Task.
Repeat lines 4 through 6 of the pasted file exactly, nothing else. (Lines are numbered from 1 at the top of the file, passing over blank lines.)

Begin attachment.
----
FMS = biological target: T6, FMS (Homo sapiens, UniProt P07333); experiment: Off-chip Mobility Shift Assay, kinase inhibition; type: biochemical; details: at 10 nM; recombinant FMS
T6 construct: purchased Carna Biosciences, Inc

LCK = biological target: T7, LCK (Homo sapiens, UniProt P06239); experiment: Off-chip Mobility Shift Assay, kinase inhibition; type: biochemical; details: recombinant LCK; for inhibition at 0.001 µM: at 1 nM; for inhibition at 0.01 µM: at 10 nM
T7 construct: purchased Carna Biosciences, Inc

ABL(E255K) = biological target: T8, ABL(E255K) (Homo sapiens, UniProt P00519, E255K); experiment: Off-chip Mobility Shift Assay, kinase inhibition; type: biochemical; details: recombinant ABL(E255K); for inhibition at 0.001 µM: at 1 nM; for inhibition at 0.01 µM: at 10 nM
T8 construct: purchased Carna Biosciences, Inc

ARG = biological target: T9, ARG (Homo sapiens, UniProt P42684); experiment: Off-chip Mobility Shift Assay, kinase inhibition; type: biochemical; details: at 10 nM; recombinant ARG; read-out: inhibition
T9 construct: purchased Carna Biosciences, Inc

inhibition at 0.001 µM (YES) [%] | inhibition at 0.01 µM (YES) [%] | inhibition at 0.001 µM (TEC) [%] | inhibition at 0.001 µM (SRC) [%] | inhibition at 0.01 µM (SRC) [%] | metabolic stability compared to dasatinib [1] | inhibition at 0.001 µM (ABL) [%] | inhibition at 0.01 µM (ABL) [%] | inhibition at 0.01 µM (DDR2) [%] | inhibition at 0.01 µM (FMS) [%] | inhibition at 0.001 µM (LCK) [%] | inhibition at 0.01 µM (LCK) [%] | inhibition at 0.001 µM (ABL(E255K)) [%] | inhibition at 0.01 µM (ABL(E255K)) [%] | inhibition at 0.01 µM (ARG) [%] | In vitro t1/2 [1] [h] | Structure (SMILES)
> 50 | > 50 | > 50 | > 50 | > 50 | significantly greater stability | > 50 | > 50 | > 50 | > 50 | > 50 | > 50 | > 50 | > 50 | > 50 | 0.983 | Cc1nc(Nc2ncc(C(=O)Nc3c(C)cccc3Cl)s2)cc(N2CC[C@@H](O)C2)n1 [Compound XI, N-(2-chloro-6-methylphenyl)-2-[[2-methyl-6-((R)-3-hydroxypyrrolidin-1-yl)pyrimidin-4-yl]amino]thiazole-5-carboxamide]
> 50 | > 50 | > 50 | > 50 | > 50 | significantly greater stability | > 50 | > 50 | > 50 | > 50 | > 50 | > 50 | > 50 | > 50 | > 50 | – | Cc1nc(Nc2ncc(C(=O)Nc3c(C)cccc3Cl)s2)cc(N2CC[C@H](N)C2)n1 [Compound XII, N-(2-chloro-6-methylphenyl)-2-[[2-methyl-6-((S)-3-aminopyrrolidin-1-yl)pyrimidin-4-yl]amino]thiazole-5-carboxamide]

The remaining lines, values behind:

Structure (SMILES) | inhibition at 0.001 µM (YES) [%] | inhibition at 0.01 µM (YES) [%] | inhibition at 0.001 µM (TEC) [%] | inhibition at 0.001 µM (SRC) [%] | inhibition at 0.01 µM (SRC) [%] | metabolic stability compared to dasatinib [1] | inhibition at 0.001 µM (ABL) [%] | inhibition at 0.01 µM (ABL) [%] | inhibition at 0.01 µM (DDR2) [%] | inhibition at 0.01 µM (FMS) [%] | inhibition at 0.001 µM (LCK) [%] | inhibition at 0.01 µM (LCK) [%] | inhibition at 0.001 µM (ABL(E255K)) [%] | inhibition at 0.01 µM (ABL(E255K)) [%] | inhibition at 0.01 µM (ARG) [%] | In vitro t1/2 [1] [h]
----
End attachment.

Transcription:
T7 construct: purchased Carna Biosciences, Inc

ABL(E255K) = biological target: T8, ABL(E255K) (Homo sapiens, UniProt P00519, E255K); experiment: Off-chip Mobility Shift Assay, kinase inhibition; type: biochemical; details: recombinant ABL(E255K); for inhibition at 0.001 µM: at 1 nM; for inhibition at 0.01 µM: at 10 nM
T8 construct: purchased Carna Biosciences, Inc